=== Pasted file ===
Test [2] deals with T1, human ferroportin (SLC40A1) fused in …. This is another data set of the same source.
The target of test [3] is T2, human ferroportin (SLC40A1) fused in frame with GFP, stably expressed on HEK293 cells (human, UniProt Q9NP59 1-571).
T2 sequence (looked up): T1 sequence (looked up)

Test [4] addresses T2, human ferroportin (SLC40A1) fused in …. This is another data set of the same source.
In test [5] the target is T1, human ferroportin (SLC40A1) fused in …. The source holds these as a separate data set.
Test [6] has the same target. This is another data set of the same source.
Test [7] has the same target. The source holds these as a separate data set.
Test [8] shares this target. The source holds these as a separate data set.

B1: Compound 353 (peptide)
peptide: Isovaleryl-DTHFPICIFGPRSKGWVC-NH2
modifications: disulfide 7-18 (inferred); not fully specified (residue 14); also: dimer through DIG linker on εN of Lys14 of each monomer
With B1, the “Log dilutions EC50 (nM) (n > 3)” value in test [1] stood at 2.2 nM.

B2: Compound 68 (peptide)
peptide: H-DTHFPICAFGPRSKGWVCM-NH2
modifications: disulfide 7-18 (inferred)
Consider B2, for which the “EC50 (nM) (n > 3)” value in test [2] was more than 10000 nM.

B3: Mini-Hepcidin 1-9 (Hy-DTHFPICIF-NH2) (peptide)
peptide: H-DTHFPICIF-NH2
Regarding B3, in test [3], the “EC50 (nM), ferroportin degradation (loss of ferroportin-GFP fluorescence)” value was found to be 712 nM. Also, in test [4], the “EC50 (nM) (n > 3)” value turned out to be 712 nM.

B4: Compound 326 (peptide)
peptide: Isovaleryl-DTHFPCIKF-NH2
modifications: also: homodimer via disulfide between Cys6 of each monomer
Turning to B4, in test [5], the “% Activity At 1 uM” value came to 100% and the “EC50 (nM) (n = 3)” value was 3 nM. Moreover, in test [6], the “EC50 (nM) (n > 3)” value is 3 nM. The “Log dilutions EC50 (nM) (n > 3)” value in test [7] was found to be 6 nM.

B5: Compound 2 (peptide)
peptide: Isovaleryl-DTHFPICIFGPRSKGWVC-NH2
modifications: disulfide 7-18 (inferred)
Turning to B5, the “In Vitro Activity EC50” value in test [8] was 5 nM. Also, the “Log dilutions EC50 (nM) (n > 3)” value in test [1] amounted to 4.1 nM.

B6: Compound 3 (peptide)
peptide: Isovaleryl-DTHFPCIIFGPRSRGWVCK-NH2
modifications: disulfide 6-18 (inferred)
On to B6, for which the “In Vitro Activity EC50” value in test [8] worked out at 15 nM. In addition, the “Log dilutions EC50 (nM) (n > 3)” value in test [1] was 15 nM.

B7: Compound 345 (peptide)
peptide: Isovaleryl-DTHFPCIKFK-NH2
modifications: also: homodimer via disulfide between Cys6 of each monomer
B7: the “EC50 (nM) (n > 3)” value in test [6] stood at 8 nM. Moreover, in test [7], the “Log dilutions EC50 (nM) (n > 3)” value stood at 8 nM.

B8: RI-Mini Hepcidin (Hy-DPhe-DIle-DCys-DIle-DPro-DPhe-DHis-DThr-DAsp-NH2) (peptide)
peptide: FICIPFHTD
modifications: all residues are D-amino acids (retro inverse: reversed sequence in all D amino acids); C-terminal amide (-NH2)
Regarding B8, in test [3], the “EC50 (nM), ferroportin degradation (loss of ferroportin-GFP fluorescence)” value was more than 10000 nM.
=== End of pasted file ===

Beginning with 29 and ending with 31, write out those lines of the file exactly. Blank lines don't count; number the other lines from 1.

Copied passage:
peptide: Isovaleryl-DTHFPCIIFGPRSRGWVCK-NH2
modifications: disulfide 6-18 (inferred)
On to B6, for which the “In Vitro Activity EC50” value in test [8] worked out at 15 nM. In addition, the “Log dilutions EC50 (nM) (n > 3)” value in test [1] was 15 nM.